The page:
Without a doubt, however, the festival’s greatest performance was from UK act, Spiritualized. Just as the sun dwindled down, the psychedelic soul act took hold of an audience that continued to grow more and more. The alluring blend of classic rock blues and modern atmospherics really sounded refreshing. Songwriter Jasonimage by Art Pena Pierce, or Spaceman to fans, chiseled through his guitar, coagulating both shoegaze and bluesgrass at once. When Tim Lewis, or Thighpaulsandra, took to his organ on several songs, the crowd went absolutely nuts. It was a perfect hour, with no sound technicalities and some of the best musicianship of the weekend. One can only hope they stay in the States for some time.

    Of course, the weekend wouldn’t be as prolific if it weren’t for J. Mascis and friends, Dinosaur Jr (below right). The ancient act dusted off a stage that had been corroded from dozens of indie, prepubescent acts with its distortion and ear piercing solos. Songs “Almost Ready” and “Pick Me Up” (sporting an almost five minute solo) were blessings in disguise, reiterated from last year’s smile-making, come back album, Beyond. The band even cleared room for former singles “Feel the Pain” and “Out There.” Playing without a shirt, drummer Murph played a tight drum, while bassist Lou Barlow had his share at a couple of songs. All in all, the aging grunge rockers revealed they still have a few decades under their belt before they’re officially deaf.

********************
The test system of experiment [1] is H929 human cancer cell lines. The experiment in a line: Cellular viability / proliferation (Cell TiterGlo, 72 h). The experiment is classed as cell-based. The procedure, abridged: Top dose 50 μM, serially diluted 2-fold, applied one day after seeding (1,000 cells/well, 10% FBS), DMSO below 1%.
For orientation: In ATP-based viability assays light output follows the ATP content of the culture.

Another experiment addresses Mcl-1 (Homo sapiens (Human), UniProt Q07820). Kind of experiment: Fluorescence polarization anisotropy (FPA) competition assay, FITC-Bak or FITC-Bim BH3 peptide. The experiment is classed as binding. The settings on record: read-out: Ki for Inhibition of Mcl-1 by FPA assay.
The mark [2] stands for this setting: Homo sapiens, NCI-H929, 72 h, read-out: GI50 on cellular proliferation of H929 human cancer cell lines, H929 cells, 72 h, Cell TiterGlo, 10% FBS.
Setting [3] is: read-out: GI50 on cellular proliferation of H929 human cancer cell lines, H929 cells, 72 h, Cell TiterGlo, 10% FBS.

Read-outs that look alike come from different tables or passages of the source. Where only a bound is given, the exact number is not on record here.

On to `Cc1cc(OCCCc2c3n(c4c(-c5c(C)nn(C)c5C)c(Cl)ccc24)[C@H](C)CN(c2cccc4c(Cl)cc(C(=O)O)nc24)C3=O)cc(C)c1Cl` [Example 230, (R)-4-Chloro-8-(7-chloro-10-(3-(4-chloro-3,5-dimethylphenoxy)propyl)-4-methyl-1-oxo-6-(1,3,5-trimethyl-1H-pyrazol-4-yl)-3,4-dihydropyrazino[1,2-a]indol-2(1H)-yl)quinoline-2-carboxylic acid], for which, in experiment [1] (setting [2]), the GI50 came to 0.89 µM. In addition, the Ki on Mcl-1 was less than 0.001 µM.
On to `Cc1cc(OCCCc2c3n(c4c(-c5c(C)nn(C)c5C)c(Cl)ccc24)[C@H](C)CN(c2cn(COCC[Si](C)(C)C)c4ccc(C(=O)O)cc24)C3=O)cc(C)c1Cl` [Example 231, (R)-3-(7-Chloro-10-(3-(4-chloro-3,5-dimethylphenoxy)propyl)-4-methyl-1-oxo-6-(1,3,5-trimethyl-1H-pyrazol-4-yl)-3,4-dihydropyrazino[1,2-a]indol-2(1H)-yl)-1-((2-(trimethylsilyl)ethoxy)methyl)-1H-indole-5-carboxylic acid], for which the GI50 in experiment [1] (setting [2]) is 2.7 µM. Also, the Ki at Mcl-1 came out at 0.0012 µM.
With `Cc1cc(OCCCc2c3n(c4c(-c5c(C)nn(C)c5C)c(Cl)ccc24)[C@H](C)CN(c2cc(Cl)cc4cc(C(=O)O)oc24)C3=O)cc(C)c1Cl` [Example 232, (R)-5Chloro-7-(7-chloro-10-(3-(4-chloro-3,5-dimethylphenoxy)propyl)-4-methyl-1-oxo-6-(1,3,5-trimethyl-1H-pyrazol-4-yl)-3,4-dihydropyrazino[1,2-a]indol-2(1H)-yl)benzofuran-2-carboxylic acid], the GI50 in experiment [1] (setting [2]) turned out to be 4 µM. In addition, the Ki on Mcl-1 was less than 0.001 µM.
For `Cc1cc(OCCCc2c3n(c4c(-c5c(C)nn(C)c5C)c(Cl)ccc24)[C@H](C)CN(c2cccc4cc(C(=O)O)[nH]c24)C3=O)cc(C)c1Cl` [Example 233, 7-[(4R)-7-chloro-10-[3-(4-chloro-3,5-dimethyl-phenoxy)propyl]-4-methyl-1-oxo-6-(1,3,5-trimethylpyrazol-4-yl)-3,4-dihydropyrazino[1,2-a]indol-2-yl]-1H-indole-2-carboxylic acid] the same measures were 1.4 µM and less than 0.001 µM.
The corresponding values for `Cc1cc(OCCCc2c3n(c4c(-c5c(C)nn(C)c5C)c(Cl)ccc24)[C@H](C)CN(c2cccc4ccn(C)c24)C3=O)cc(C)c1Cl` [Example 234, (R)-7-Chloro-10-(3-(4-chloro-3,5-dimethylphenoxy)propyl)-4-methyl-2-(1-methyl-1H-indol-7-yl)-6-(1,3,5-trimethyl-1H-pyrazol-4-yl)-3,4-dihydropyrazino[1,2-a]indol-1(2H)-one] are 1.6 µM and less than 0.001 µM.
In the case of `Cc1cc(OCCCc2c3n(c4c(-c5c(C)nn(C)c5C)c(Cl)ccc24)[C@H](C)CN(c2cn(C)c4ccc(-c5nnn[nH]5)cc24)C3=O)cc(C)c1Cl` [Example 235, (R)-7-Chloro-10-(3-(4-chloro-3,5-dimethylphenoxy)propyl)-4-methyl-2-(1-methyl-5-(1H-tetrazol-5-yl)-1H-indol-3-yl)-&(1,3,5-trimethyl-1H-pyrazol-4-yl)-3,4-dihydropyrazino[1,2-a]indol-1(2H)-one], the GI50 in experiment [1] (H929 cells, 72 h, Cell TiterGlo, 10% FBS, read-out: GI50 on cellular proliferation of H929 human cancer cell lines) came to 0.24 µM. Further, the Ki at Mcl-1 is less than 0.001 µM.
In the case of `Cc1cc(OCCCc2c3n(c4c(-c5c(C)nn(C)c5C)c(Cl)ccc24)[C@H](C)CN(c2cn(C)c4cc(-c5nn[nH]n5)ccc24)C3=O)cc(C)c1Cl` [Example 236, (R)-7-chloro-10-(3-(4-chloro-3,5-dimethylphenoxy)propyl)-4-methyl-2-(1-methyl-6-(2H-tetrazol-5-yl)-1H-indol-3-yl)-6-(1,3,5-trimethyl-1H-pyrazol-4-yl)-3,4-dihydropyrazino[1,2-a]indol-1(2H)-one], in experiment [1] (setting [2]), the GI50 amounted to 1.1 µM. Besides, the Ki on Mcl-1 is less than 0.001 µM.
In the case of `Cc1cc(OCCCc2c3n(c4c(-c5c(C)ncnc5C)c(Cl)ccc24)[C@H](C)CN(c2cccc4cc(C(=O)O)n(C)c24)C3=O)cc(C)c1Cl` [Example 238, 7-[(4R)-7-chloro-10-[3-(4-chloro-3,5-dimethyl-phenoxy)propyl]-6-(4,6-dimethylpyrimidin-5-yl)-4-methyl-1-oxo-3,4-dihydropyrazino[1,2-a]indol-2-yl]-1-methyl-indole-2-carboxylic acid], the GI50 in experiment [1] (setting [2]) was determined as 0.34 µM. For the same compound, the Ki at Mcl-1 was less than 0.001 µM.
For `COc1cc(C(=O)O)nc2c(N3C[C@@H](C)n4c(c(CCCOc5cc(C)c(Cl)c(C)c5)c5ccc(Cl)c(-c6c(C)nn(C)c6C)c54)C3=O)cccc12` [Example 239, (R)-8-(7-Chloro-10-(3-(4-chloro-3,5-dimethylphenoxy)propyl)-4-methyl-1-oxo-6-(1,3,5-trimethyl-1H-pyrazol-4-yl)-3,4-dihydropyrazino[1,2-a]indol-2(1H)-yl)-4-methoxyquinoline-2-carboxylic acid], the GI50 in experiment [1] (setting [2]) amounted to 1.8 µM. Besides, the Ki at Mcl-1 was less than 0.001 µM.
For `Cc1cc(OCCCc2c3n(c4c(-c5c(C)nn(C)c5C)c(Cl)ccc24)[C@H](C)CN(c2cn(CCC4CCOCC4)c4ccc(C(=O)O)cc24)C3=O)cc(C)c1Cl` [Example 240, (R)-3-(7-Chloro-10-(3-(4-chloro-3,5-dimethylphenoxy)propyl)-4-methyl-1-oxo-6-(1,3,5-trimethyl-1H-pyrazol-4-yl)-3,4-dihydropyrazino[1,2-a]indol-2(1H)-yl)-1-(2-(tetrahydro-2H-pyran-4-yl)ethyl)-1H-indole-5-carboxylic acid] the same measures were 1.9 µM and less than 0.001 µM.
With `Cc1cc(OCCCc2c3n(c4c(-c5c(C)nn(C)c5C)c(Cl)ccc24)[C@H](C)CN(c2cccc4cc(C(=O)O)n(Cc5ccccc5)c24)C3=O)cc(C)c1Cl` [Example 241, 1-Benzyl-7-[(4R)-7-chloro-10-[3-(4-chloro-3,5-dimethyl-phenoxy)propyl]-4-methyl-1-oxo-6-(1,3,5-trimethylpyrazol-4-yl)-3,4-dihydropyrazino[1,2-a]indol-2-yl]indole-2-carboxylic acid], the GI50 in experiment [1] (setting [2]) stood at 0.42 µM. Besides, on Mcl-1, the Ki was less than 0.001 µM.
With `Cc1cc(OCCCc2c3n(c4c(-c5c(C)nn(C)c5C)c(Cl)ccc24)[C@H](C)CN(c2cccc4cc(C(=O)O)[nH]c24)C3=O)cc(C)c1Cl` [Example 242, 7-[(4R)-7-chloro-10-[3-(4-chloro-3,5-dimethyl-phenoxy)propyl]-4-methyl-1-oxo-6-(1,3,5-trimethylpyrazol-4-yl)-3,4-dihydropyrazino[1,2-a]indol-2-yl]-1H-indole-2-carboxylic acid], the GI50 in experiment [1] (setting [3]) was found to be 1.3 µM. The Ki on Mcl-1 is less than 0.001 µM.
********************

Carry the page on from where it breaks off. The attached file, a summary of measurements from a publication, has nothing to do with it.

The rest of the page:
Things disintegrated towards the end as headliner Spoon took stage. They opened with Kill the Moonlight‘s first track, “Small Stakes”, before heading into more recent material. One thing I noticed offhand was that vocalist and guitarist Britt Daniel has really improved his chops as a frontman for the band, inviting more energy onstage and an accelerated rhythm in movement. New material off of last year’s Ga Ga Ga Ga Ga sounded ready and crisp, especially photo by Art Penathe trolling repetition of “The Ghost of You Lingers.” Is it a surprise that Gimme Fiction material still sells itself readily? “My Mathematical Mind” and “I Turn My Kamera On” were easily highlights of an agreeable closer. It all kind of makes me want to watch that Will Ferrell film released a couple years back… and oddly enough, filmed in Chicago.


    On the way back into town, someone talking on a cell phone mentioned to a friend, “Hey, we’re heading back, leaving hipster fest.” I laughed a bit at that comment, feeling as if I’m not alone in my sentiments. When one watches teens bask in the sun, wearing tight, tight Tron shirts and skinny, skinny female jeans, all the while asking for heat exhaustion, you can’t help but scoff. In the end, however, Pitchfork comes through, creating a humble festival for more or less a non-humble crowd, surrounded by industrial factories and sprinkled with less fortunate people asking fairly wealthy concertgoers for a helping hand. The sad twist? Despite all the “go green” nonsense, the efforts towards volunteering, and the peaceful mantras that go into half the acts that performed, people walked by, eager to get back to their lives and iPods. And sadly and rather self deprecatingly, I’m one of them.

    In a way, that’s probably the best example of the brute real world yet.

    *w/ various photo support by Art Pena